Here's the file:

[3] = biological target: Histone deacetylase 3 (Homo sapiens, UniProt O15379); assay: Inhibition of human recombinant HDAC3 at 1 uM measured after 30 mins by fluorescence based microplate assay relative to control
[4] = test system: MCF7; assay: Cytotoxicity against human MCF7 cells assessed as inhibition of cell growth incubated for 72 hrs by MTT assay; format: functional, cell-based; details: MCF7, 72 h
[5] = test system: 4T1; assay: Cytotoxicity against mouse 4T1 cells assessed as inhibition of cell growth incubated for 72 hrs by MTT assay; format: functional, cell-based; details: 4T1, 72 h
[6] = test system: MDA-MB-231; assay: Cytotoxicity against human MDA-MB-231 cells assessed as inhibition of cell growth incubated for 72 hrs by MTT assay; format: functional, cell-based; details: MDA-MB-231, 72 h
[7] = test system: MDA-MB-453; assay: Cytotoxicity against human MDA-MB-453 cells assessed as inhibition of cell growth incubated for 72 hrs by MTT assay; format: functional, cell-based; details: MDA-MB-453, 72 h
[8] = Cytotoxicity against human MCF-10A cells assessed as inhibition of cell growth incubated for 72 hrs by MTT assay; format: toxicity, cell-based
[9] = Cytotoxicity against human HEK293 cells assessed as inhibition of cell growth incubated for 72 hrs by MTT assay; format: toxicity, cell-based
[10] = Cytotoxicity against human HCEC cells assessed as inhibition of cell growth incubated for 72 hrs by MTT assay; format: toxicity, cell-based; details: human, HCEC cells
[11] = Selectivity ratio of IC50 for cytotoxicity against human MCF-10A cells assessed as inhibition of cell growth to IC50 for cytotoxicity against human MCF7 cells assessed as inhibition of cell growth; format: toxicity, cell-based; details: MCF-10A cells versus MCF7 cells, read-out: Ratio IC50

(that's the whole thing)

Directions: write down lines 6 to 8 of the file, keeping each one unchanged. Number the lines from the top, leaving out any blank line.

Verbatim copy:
[8] = Cytotoxicity against human MCF-10A cells assessed as inhibition of cell growth incubated for 72 hrs by MTT assay; format: toxicity, cell-based
[9] = Cytotoxicity against human HEK293 cells assessed as inhibition of cell growth incubated for 72 hrs by MTT assay; format: toxicity, cell-based
[10] = Cytotoxicity against human HCEC cells assessed as inhibition of cell growth incubated for 72 hrs by MTT assay; format: toxicity, cell-based; details: human, HCEC cells